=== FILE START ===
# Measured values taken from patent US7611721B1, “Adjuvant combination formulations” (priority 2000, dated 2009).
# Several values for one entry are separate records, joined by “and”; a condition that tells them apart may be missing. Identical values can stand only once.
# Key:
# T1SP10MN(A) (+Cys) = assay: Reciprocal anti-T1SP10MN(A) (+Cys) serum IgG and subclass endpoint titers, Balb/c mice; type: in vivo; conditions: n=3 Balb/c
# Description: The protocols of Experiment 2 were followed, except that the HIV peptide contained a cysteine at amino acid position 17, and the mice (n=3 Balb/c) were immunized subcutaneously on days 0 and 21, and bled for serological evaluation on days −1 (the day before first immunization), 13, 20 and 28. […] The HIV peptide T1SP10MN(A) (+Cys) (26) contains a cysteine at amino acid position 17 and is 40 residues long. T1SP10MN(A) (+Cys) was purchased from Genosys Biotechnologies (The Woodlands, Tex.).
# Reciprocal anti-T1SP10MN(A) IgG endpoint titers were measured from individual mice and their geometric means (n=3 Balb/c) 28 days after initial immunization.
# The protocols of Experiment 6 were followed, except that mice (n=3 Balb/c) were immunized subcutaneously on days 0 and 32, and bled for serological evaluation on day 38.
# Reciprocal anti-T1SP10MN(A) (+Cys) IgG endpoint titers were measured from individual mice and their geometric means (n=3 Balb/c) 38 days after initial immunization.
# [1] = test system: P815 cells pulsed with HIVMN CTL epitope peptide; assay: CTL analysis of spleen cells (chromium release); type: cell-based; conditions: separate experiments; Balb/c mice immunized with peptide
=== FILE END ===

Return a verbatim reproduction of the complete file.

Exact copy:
# Measured values taken from patent US7611721B1, “Adjuvant combination formulations” (priority 2000, dated 2009).
# Several values for one entry are separate records, joined by “and”; a condition that tells them apart may be missing. Identical values can stand only once.
# Key:
# T1SP10MN(A) (+Cys) = assay: Reciprocal anti-T1SP10MN(A) (+Cys) serum IgG and subclass endpoint titers, Balb/c mice; type: in vivo; conditions: n=3 Balb/c
# Description: The protocols of Experiment 2 were followed, except that the HIV peptide contained a cysteine at amino acid position 17, and the mice (n=3 Balb/c) were immunized subcutaneously on days 0 and 21, and bled for serological evaluation on days −1 (the day before first immunization), 13, 20 and 28. […] The HIV peptide T1SP10MN(A) (+Cys) (26) contains a cysteine at amino acid position 17 and is 40 residues long. T1SP10MN(A) (+Cys) was purchased from Genosys Biotechnologies (The Woodlands, Tex.).
# Reciprocal anti-T1SP10MN(A) IgG endpoint titers were measured from individual mice and their geometric means (n=3 Balb/c) 28 days after initial immunization.
# The protocols of Experiment 6 were followed, except that mice (n=3 Balb/c) were immunized subcutaneously on days 0 and 32, and bled for serological evaluation on day 38.
# Reciprocal anti-T1SP10MN(A) (+Cys) IgG endpoint titers were measured from individual mice and their geometric means (n=3 Balb/c) 38 days after initial immunization.
# [1] = test system: P815 cells pulsed with HIVMN CTL epitope peptide; assay: CTL analysis of spleen cells (chromium release); type: cell-based; conditions: separate experiments; Balb/c mice immunized with peptide